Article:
Before Mia was born, and even in her early years, I was adamantly opposed to anything “princess”. My ideas about princesses had come from watching Disney films and reading (awful) Disney books, in which the (usually) white, blond, blue-eyed, helpless girl is rescued by a strong and capable prince. She has nothing going for her but her good looks and status and can’t do much of anything because she is wearing a hoopskirt. Please.
Through the years, I have been stubborn. I have avoided princesses as much as I possibly could. Yes, I know this sounds terrible and controlling and mean…but let me explain. Although I haven’t encouraged any princess-type play, I haven’t discouraged it, either. Above my own ideals, I value freedom. I want Mia to feel free and safe to explore and play whatever her heart desires. So I let her be, and from the sidelines, encourage discussion about those underlying meanings, more or less to make myself feel better.
Despite her mother’s stubbornness, Mia has inevitably learned about this world of princesses. Though she has never seen a Disney princess movie and maybe doesn’t quite understand the princess stereotype yet, she has acquired a few little figurines, learned their names, and suddenly loves everything princess.
So I found a compromise. An answer to please us both. Something we could love together, while keeping this imaginary world of princesses alive. Let me introduce Rosamond, the Princess of Colchester!
Princess Rosamond is the main character from the book, The Well at the End of the World by Robert D. San Souci. The story and illustrations are equally beautiful, and best of all, Rosamond is a tough, intelligent, and selfless princess. The story is much like Cinderella, but with a contemporary twist; Rosamond has a cruel step-mother and step-sister, but with her loving heart and wise mind, she doesn’t let them determine her fate or the fate of her ill father. When Rosamond reaches the well at the end of the world on her quest to save her father, she is rewarded for her good heart with riches and a promise of true love. The riches mean little to her; the greatest reward is that her father becomes well again. When she has healed her father, she shares her riches to help the needy. In the end, Rosamond gets the ultimate reward and falls in love with a prince, and for all the right reasons: they laugh together, they enjoy reading books to each other by the fire, and most of all, they love each others company. Now *there* is a princess I don’t mind my daughter looking up to!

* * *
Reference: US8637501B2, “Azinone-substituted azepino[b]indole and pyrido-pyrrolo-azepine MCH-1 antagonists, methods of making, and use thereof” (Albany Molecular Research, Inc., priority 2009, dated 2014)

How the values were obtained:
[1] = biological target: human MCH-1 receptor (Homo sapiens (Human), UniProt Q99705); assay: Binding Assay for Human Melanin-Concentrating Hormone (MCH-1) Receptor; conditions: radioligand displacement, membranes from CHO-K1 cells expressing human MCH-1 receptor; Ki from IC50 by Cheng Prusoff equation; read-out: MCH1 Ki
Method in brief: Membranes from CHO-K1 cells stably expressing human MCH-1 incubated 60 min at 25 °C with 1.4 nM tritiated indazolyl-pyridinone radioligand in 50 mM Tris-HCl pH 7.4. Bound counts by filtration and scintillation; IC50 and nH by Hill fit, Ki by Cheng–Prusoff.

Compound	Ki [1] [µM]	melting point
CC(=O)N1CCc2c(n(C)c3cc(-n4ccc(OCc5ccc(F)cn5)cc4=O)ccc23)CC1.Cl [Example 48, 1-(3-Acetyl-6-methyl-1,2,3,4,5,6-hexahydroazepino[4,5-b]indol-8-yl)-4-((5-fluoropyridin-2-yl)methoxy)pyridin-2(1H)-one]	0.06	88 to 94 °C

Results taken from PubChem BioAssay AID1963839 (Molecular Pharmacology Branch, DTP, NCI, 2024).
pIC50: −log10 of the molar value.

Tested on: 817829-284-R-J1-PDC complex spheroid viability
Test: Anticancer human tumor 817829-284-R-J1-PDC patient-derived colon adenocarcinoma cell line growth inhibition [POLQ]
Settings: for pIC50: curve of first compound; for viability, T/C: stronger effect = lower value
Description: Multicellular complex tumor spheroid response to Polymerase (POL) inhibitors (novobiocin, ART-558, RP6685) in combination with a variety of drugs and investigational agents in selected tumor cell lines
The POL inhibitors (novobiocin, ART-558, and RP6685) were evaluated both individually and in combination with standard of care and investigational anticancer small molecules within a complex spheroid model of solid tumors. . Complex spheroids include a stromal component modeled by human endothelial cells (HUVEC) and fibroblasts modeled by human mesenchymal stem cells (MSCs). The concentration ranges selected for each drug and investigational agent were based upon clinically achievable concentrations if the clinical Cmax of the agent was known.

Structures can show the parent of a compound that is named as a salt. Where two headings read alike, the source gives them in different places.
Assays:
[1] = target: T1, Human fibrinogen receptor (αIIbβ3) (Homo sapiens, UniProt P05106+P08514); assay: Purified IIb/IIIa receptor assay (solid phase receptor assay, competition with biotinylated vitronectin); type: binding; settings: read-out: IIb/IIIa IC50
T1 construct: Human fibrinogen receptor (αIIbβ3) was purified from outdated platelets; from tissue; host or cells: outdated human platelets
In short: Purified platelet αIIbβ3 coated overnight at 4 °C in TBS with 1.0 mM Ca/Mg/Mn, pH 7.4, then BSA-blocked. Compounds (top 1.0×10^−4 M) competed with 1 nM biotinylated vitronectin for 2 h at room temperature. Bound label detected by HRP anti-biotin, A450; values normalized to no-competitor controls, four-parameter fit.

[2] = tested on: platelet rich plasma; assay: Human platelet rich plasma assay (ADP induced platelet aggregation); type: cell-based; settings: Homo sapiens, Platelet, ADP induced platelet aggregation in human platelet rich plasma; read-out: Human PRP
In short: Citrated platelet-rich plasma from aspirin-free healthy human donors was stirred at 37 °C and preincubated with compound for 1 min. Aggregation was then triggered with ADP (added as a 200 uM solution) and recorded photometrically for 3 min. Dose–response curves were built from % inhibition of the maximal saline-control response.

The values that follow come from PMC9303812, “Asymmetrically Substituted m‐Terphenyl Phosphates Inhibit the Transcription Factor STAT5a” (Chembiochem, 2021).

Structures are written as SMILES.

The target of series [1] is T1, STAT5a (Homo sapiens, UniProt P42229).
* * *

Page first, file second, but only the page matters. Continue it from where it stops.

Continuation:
Today, Mia made a crown just like Princess Rosamond’s. She wore the crown along with her fanciest dress and took loving care of her little sister (even though little sis was tugging at her dress and trying to eat her crown)….because that is what princesses do!
The Well at the End of the World
by Robert D. San Souci